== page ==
Non-endoscopic EC Screening Program in Northern Iran
Esophageal Cancer
Conditions: official terms
Esophageal Neoplasms
Conditions: Keywords
Esophageal cancer, Early detection, Cytological examination
Study Type
Study Phase
Study Design
Allocation: Randomized, Intervention Model: Parallel Assignment, Masking: Single Blind (Outcomes Assessor), Primary Purpose: Screening
Name: Capsule sponge
Type: Device
Overall Status
Not yet recruiting
The aim of this study is to assess the effects of implementation of a non-endoscopic esophageal cancer-screening program on outcomes of interest in an asymptomatic high-risk population in Golestan Province, Iran. Study population will be recruited in two arms. In the intervention arm, cytological examination of the esophagus will be performed using a capsule sponge device. Subjects in the control arm will receive no intervention. All participants will be followed for 5 years. The outcomes of interest, including the incidence of esophageal cancer as well as mortality rates, will be compared between the two groups.
Detailed Description

Esophageal cancer (EC) is the 8th most common cancer and the 6th most common cause of death from cancer worldwide. Golestan province located in Northern Iran has been known as a high-risk area for esophageal squamous cell carcinoma (ESCC). Recent reports suggest an increasing rate of esophageal adenocarcinoma (EAC) in this region as well. Designing and implementing of screening programs may be effective for controlling these cancers. The investigators aim to develop a screening program for esophageal cancer in this region. The pilot phase of this project, the Golestan EC Screening Program (GESP), was conducted during 2011 and 2012 among 300 asymptomatic participants of Golestan Cohort Study (GCS), which is a prospective population-based cohort of 50,045 individuals, aged 40-75 years at baseline, in the eastern half of Golestan Province, Iran. The initial results of the GESP project showed a low participation rate for endoscopic screening. In other words, endoscopic ESCC screening was not feasible in our population, suggesting the need for a non-endoscopic screening method. Further results of the GESP project suggested that capsule sponge cytology is a feasible and valid primary method for ESCC screening in this region. Because of the promising findings of the GESP project, it has been decided to start the main phase of the EC screening program, called the "Non-endoscopic EC Screening Program in Northern Iran (NESP)". The aim of this study is to assess the effects of implementation of a non-endoscopic EC screening program on outcomes of interest in an asymptomatic high-risk population in Golestan Province, Iran.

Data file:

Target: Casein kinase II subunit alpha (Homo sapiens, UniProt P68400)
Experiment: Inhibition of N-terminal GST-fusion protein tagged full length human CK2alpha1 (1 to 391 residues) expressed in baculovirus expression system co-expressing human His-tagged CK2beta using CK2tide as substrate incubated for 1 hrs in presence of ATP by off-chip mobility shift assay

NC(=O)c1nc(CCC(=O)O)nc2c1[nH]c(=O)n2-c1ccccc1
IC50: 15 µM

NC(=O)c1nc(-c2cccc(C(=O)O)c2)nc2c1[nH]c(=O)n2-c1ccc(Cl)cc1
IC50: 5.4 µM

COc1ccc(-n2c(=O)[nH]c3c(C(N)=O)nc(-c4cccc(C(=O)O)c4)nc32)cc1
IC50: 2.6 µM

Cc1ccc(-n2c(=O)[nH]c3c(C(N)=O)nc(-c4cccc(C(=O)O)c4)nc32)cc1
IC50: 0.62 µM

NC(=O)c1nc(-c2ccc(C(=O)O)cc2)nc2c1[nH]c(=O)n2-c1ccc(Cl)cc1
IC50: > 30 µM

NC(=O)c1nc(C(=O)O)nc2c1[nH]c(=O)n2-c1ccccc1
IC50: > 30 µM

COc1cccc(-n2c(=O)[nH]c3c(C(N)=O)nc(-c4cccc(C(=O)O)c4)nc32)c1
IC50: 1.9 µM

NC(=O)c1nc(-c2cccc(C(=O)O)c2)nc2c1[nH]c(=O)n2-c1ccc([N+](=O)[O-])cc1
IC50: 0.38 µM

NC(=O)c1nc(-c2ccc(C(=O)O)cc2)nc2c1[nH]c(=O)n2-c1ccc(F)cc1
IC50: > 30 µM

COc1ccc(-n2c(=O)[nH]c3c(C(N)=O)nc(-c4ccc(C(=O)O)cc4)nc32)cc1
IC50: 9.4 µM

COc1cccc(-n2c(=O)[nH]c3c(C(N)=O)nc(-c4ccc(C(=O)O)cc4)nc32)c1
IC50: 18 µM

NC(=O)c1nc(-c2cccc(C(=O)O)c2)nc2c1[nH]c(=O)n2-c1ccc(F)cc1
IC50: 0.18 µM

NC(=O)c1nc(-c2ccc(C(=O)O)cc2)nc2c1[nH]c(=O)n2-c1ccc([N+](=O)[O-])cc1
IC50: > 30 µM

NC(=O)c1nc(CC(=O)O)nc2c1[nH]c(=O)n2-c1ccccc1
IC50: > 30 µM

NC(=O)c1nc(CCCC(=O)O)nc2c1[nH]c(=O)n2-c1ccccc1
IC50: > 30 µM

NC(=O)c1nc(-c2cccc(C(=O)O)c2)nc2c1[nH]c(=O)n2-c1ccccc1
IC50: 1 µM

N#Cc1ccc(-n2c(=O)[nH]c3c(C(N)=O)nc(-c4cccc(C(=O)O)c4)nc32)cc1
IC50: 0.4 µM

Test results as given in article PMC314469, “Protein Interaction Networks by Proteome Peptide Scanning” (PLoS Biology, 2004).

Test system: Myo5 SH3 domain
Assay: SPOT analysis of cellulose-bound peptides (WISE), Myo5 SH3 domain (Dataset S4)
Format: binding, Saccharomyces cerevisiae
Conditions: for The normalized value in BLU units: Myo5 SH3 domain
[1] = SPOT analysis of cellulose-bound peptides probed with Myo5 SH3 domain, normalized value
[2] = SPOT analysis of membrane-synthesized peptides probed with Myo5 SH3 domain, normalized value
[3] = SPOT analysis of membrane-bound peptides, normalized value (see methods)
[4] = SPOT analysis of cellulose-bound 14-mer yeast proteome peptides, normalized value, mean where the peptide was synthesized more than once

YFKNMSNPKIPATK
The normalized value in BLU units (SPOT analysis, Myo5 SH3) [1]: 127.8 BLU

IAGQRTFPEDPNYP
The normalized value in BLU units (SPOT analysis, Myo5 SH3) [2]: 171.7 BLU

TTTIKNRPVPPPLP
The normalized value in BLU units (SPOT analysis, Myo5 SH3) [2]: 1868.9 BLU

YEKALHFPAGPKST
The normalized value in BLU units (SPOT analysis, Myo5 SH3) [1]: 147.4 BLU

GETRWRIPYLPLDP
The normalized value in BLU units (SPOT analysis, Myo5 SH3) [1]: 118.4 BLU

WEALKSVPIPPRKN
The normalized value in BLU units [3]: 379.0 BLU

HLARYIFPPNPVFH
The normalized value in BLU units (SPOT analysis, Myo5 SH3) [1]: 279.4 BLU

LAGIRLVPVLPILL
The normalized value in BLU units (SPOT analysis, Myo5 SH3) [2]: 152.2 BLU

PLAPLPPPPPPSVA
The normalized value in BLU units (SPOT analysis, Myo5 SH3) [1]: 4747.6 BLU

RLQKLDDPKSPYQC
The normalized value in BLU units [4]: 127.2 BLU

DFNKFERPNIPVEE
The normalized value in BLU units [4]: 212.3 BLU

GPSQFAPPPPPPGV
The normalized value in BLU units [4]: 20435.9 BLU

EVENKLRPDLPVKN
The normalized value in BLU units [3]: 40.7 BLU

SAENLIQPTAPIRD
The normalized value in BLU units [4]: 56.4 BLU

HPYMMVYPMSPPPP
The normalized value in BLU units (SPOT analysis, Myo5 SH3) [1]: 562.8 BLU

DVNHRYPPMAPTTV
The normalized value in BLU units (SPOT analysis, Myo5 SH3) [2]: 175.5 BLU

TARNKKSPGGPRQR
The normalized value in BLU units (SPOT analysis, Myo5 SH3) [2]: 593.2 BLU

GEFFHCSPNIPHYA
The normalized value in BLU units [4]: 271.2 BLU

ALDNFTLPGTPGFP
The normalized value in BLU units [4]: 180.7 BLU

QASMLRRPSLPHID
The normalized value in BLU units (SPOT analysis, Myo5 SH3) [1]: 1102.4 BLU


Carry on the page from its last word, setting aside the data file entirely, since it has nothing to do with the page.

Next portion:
For sample size calculations, the investigators considered different scenarios based on the published literature and unpublished data. The prevalence of high grade dysplasia in the general population of Golestan has been estimated to be 1.4-3.6%. The sensitivity of cytological detection of esophageal squamous dysplasia (ESD) was predicted to be about 46% based on studies from China, and 60-100% based on studies from Iran, and according to previous studies, 27-65% of ESD lesions progress to invasive ESCC without treatment. The investigators used a rather conservative assumption to calculate sample size: a dysplasia prevalence of 1.5%, a 60% sensitivity for the sponge cytology, and a 2% progression to invasive ESCC in the screened (and treated) group vs. 40% in the untreated group. The investigators also assumed a power of 90%, a mean cluster size of 28 based on the PolyIran study (CV=0.84%), and an intra-class correlation (ICC) of 0.01. Based on these assumptions the investigators will need 4980 people in each arm. So, the investigators need to enroll 9,960 GCS participants > 50 years old. Estimating a 20% lack of consent, the final invitation lists of NESP project will consist of 12000 GCS participants including 6000 subjects in the intervention (capsule sponge) arm and 6000 subjects in the control arm.